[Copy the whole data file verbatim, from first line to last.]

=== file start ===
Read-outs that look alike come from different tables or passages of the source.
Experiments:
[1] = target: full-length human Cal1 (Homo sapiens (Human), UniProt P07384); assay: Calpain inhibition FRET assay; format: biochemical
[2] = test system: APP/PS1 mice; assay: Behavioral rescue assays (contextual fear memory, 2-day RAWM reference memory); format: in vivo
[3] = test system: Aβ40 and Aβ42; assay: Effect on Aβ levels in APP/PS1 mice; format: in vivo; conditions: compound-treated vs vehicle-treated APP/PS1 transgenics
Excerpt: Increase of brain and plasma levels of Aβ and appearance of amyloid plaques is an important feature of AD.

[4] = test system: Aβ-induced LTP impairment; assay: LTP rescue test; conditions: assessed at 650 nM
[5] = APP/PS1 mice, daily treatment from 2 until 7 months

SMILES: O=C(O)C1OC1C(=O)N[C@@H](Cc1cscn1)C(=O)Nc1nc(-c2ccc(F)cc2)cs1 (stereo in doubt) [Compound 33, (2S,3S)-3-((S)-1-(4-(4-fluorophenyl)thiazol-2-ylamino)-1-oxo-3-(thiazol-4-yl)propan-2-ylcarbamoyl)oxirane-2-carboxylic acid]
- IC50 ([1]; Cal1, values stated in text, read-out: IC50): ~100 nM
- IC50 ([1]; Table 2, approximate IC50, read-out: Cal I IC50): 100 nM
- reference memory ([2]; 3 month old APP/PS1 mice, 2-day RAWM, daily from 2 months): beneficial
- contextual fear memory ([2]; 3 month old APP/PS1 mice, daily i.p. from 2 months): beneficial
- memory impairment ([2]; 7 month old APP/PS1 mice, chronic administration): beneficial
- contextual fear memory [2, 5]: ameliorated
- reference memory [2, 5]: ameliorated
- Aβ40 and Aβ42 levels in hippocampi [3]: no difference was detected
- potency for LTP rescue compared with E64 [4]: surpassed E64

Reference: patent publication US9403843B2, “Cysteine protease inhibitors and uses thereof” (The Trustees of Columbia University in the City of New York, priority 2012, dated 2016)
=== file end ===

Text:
Read-outs that look alike come from different tables or passages of the source.
Experiments:
[1] = target: full-length human Cal1 (Homo sapiens (Human), UniProt P07384); assay: Calpain inhibition FRET assay; format: biochemical
[2] = test system: APP/PS1 mice; assay: Behavioral rescue assays (contextual fear memory, 2-day RAWM reference memory); format: in vivo
[3] = test system: Aβ40 and Aβ42; assay: Effect on Aβ levels in APP/PS1 mice; format: in vivo; conditions: compound-treated vs vehicle-treated APP/PS1 transgenics
Excerpt: Increase of brain and plasma levels of Aβ and appearance of amyloid plaques is an important feature of AD.

[4] = test system: Aβ-induced LTP impairment; assay: LTP rescue test; conditions: assessed at 650 nM
[5] = APP/PS1 mice, daily treatment from 2 until 7 months

SMILES: O=C(O)C1OC1C(=O)N[C@@H](Cc1cscn1)C(=O)Nc1nc(-c2ccc(F)cc2)cs1 (stereo in doubt) [Compound 33, (2S,3S)-3-((S)-1-(4-(4-fluorophenyl)thiazol-2-ylamino)-1-oxo-3-(thiazol-4-yl)propan-2-ylcarbamoyl)oxirane-2-carboxylic acid]
- IC50 ([1]; Cal1, values stated in text, read-out: IC50): ~100 nM
- IC50 ([1]; Table 2, approximate IC50, read-out: Cal I IC50): 100 nM
- reference memory ([2]; 3 month old APP/PS1 mice, 2-day RAWM, daily from 2 months): beneficial
- contextual fear memory ([2]; 3 month old APP/PS1 mice, daily i.p. from 2 months): beneficial
- memory impairment ([2]; 7 month old APP/PS1 mice, chronic administration): beneficial
- contextual fear memory [2, 5]: ameliorated
- reference memory [2, 5]: ameliorated
- Aβ40 and Aβ42 levels in hippocampi [3]: no difference was detected
- potency for LTP rescue compared with E64 [4]: surpassed E64

Reference: patent publication US9403843B2, “Cysteine protease inhibitors and uses thereof” (The Trustees of Columbia University in the City of New York, priority 2012, dated 2016)